Open Documents and Democracy: A Political Basis for Open Document Standards
Dr. Laura DeNardis
American University; Yale Information Society Project
affiliation not provided to SSRN
November 1, 2007
The modern information society depends upon an enormous variety of electronic devices in order to function on a day-to-day basis. Information and communication technology (ICT) devices are able to exchange information only if they adhere to common communication protocols, technical interfaces, and information formats. ICT standards are the blueprints enabling users to access, create, and exchange information regardless of their hardware or software choices. Increasingly, governments are establishing policies to use ICT products based on standards that adhere to principles of openness and interoperability. For example, Japan instituted a policy that government agencies and ministries should procure software products that support internationally accepted open standards. The Brazilian federal government issued an interoperability architecture establishing the adoption of open standards, such as Open Document Format (ODF), for technology used within the executive branch of the federal government. Similarly, Belgium's federal Council of Ministers approved a proposal to adopt open document standards for creating and exchanging office documents such as text files, spreadsheets, and presentations.
Academic analyses of open standards policies usually address economic and technical concerns. But technological design is also political. Technologies both embody values and, once developed, have political consequences. Rationales for government procurement policies based on principles of openness and interoperability should not be viewed exclusively through an economic or a technical lens, but through the prism of the principles that provide democratic governments with their legitimacy. This paper employs democratic theory as a method of political and ethical inquiry into the implications of openness in information and communication standards. Our account describes four ways in which standards can have political implications:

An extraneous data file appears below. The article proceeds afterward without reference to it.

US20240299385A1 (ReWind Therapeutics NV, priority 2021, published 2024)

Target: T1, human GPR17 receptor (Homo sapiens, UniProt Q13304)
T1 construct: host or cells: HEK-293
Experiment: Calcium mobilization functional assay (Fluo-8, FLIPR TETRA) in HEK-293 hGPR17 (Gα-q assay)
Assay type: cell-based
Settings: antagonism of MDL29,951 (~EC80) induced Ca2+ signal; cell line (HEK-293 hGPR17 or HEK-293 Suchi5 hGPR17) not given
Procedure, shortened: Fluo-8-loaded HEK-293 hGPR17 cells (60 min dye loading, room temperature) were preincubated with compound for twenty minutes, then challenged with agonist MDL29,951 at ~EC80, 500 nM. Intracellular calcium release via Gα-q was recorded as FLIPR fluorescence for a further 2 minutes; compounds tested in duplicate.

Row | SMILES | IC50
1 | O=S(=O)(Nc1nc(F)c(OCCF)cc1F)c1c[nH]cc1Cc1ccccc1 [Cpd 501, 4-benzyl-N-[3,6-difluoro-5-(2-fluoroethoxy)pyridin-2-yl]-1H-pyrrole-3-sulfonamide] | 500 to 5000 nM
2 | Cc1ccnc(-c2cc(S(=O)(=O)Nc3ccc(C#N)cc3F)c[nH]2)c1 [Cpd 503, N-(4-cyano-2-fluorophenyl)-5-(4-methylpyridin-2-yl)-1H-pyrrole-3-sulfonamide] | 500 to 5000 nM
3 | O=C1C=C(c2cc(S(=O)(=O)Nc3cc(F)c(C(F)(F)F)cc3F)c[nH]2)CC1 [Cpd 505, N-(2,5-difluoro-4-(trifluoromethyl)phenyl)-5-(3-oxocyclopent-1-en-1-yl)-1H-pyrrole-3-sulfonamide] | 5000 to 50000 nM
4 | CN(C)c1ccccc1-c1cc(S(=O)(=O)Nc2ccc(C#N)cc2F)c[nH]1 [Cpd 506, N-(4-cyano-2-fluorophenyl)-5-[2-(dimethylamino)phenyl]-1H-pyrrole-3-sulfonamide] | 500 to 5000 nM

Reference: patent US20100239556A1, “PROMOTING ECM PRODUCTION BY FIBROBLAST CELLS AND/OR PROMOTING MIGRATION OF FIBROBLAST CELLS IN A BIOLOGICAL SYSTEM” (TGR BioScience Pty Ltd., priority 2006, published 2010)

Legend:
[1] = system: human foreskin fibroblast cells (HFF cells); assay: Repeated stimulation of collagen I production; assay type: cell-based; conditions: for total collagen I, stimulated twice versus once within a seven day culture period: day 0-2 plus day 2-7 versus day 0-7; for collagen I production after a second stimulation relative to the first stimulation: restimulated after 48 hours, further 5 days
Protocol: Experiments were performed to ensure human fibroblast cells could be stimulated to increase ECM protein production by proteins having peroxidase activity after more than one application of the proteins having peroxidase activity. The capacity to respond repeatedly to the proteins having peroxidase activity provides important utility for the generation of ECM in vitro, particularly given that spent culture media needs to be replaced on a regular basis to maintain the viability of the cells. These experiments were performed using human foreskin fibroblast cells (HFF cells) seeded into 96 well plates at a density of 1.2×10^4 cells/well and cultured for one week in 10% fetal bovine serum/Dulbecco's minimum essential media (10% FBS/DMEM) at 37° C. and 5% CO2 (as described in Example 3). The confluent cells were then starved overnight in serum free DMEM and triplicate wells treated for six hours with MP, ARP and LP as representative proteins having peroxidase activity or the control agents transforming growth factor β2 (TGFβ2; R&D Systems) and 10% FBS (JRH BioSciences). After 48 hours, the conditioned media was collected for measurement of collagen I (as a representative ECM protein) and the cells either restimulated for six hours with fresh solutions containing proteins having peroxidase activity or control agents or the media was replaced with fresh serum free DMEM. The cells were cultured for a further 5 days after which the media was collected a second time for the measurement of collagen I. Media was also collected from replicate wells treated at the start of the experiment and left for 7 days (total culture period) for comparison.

1. Standards can have implications for other democratic processes;
2. Standards can affect the broader social conditions relevant to democracy;
3. The content and material implications of standards can themselves constitute substantive political issues; and
4. The internal processes of standards-setting can be viewed politically.
After providing examples of each of these political implications, we examine various conceptions of openness in standards and describe maximal and minimal definitions of openness as conceptual poles that anchor each end of the spectrum of potential standards policy options. We then develop some guidelines as to the specific contexts in which democratic values require a greater degree of openness in both the substance of technical standards and their development, and consider these imperatives in the political context of electronic public documents. Finally, we describe some selected cases of government ICT procurement policies based on standards that adhere to principles of openness. Our overarching conclusion, emanating from both the theoretical and descriptive portions of this study, suggests that movements toward open standards, particularly in the context of electronic public documents, are highly beneficial for citizens who value democratic principles.
Number of Pages in PDF File: 28
Keywords: Internet Governance, Technical Standards, Access to Knowledge
JEL Classification: K19working papers series
Date posted: May 30, 2009
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